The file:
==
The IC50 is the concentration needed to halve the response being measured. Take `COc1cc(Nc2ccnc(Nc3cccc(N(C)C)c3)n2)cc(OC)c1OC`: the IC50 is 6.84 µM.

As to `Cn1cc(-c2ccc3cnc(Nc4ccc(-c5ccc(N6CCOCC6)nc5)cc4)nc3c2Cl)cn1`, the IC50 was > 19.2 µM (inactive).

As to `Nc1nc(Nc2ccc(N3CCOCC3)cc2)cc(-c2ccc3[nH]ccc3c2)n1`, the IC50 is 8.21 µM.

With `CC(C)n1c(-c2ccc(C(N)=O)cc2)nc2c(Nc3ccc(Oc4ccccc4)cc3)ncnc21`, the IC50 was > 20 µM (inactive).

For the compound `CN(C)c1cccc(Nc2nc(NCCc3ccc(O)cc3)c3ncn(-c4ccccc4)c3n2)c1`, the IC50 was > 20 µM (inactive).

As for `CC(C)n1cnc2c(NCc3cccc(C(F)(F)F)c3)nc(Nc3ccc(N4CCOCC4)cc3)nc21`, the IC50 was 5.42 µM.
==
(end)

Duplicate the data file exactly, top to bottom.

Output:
The IC50 is the concentration needed to halve the response being measured. Take `COc1cc(Nc2ccnc(Nc3cccc(N(C)C)c3)n2)cc(OC)c1OC`: the IC50 is 6.84 µM.

As to `Cn1cc(-c2ccc3cnc(Nc4ccc(-c5ccc(N6CCOCC6)nc5)cc4)nc3c2Cl)cn1`, the IC50 was > 19.2 µM (inactive).

As to `Nc1nc(Nc2ccc(N3CCOCC3)cc2)cc(-c2ccc3[nH]ccc3c2)n1`, the IC50 is 8.21 µM.

With `CC(C)n1c(-c2ccc(C(N)=O)cc2)nc2c(Nc3ccc(Oc4ccccc4)cc3)ncnc21`, the IC50 was > 20 µM (inactive).

For the compound `CN(C)c1cccc(Nc2nc(NCCc3ccc(O)cc3)c3ncn(-c4ccccc4)c3n2)c1`, the IC50 was > 20 µM (inactive).

As for `CC(C)n1cnc2c(NCc3cccc(C(F)(F)F)c3)nc(Nc3ccc(N4CCOCC4)cc3)nc21`, the IC50 was 5.42 µM.